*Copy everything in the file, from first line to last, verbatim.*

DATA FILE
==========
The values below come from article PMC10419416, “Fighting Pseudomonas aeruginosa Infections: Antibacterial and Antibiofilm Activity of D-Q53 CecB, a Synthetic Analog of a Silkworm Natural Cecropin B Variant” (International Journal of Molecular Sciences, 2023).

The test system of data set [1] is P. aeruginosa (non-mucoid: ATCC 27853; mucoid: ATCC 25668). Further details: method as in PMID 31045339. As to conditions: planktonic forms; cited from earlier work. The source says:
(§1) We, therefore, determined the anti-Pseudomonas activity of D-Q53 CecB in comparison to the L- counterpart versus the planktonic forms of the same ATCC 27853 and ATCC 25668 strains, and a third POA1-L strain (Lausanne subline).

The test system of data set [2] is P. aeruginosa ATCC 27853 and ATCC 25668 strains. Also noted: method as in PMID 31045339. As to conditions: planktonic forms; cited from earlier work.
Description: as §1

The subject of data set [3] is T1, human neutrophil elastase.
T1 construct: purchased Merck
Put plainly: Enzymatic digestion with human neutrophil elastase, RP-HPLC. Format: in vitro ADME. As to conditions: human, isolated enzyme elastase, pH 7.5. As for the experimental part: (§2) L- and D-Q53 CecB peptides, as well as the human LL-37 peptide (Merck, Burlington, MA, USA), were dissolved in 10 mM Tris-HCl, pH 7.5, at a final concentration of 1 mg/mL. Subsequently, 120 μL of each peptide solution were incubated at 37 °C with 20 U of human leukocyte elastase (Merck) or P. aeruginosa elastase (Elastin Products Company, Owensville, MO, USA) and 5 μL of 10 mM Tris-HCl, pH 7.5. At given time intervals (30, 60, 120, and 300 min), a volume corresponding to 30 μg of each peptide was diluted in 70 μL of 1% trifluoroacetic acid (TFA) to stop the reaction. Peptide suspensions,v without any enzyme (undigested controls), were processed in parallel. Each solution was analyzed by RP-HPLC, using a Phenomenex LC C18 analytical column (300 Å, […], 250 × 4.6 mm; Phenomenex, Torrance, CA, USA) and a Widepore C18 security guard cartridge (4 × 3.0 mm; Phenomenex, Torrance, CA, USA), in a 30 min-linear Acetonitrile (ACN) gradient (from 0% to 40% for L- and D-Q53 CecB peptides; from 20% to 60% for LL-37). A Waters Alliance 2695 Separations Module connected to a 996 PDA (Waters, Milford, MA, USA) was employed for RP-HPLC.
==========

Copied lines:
The values below come from article PMC10419416, “Fighting Pseudomonas aeruginosa Infections: Antibacterial and Antibiofilm Activity of D-Q53 CecB, a Synthetic Analog of a Silkworm Natural Cecropin B Variant” (International Journal of Molecular Sciences, 2023).

The test system of data set [1] is P. aeruginosa (non-mucoid: ATCC 27853; mucoid: ATCC 25668). Further details: method as in PMID 31045339. As to conditions: planktonic forms; cited from earlier work. The source says:
(§1) We, therefore, determined the anti-Pseudomonas activity of D-Q53 CecB in comparison to the L- counterpart versus the planktonic forms of the same ATCC 27853 and ATCC 25668 strains, and a third POA1-L strain (Lausanne subline).

The test system of data set [2] is P. aeruginosa ATCC 27853 and ATCC 25668 strains. Also noted: method as in PMID 31045339. As to conditions: planktonic forms; cited from earlier work.
Description: as §1

The subject of data set [3] is T1, human neutrophil elastase.
T1 construct: purchased Merck
Put plainly: Enzymatic digestion with human neutrophil elastase, RP-HPLC. Format: in vitro ADME. As to conditions: human, isolated enzyme elastase, pH 7.5. As for the experimental part: (§2) L- and D-Q53 CecB peptides, as well as the human LL-37 peptide (Merck, Burlington, MA, USA), were dissolved in 10 mM Tris-HCl, pH 7.5, at a final concentration of 1 mg/mL. Subsequently, 120 μL of each peptide solution were incubated at 37 °C with 20 U of human leukocyte elastase (Merck) or P. aeruginosa elastase (Elastin Products Company, Owensville, MO, USA) and 5 μL of 10 mM Tris-HCl, pH 7.5. At given time intervals (30, 60, 120, and 300 min), a volume corresponding to 30 μg of each peptide was diluted in 70 μL of 1% trifluoroacetic acid (TFA) to stop the reaction. Peptide suspensions,v without any enzyme (undigested controls), were processed in parallel. Each solution was analyzed by RP-HPLC, using a Phenomenex LC C18 analytical column (300 Å, […], 250 × 4.6 mm; Phenomenex, Torrance, CA, USA) and a Widepore C18 security guard cartridge (4 × 3.0 mm; Phenomenex, Torrance, CA, USA), in a 30 min-linear Acetonitrile (ACN) gradient (from 0% to 40% for L- and D-Q53 CecB peptides; from 20% to 60% for LL-37). A Waters Alliance 2695 Separations Module connected to a 996 PDA (Waters, Milford, MA, USA) was employed for RP-HPLC.